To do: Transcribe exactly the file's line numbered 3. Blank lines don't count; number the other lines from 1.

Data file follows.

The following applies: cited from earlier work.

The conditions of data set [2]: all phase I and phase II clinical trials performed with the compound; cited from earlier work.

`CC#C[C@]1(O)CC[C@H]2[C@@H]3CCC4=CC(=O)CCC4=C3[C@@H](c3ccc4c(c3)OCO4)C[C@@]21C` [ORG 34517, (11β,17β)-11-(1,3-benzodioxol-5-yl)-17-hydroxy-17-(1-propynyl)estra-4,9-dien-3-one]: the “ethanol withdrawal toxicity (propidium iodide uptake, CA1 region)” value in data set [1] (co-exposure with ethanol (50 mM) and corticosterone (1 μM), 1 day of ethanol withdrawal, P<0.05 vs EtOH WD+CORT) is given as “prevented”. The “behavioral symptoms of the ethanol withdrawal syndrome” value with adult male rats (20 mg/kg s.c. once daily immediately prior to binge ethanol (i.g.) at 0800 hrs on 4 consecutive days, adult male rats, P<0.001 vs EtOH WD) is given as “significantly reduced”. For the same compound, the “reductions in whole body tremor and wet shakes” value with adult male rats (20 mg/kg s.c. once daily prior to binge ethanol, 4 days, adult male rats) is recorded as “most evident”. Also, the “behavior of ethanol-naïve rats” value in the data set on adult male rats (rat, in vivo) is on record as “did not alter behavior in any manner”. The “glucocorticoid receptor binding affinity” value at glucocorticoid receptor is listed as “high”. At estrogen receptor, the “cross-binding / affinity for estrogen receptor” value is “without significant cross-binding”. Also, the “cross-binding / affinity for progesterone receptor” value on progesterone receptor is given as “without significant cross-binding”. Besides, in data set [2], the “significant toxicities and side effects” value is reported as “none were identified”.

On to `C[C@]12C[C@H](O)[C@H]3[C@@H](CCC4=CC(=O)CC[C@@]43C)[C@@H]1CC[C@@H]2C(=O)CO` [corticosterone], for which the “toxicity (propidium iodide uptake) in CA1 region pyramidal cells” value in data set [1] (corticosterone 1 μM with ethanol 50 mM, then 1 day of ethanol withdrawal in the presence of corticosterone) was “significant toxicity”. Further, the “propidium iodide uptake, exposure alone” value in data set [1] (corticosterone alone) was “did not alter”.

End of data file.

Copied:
`CC#C[C@]1(O)CC[C@H]2[C@@H]3CCC4=CC(=O)CCC4=C3[C@@H](c3ccc4c(c3)OCO4)C[C@@]21C` [ORG 34517, (11β,17β)-11-(1,3-benzodioxol-5-yl)-17-hydroxy-17-(1-propynyl)estra-4,9-dien-3-one]: the “ethanol withdrawal toxicity (propidium iodide uptake, CA1 region)” value in data set [1] (co-exposure with ethanol (50 mM) and corticosterone (1 μM), 1 day of ethanol withdrawal, P<0.05 vs EtOH WD+CORT) is given as “prevented”. The “behavioral symptoms of the ethanol withdrawal syndrome” value with adult male rats (20 mg/kg s.c. once daily immediately prior to binge ethanol (i.g.) at 0800 hrs on 4 consecutive days, adult male rats, P<0.001 vs EtOH WD) is given as “significantly reduced”. For the same compound, the “reductions in whole body tremor and wet shakes” value with adult male rats (20 mg/kg s.c. once daily prior to binge ethanol, 4 days, adult male rats) is recorded as “most evident”. Also, the “behavior of ethanol-naïve rats” value in the data set on adult male rats (rat, in vivo) is on record as “did not alter behavior in any manner”. The “glucocorticoid receptor binding affinity” value at glucocorticoid receptor is listed as “high”. At estrogen receptor, the “cross-binding / affinity for estrogen receptor” value is “without significant cross-binding”. Also, the “cross-binding / affinity for progesterone receptor” value on progesterone receptor is given as “without significant cross-binding”. Besides, in data set [2], the “significant toxicities and side effects” value is reported as “none were identified”.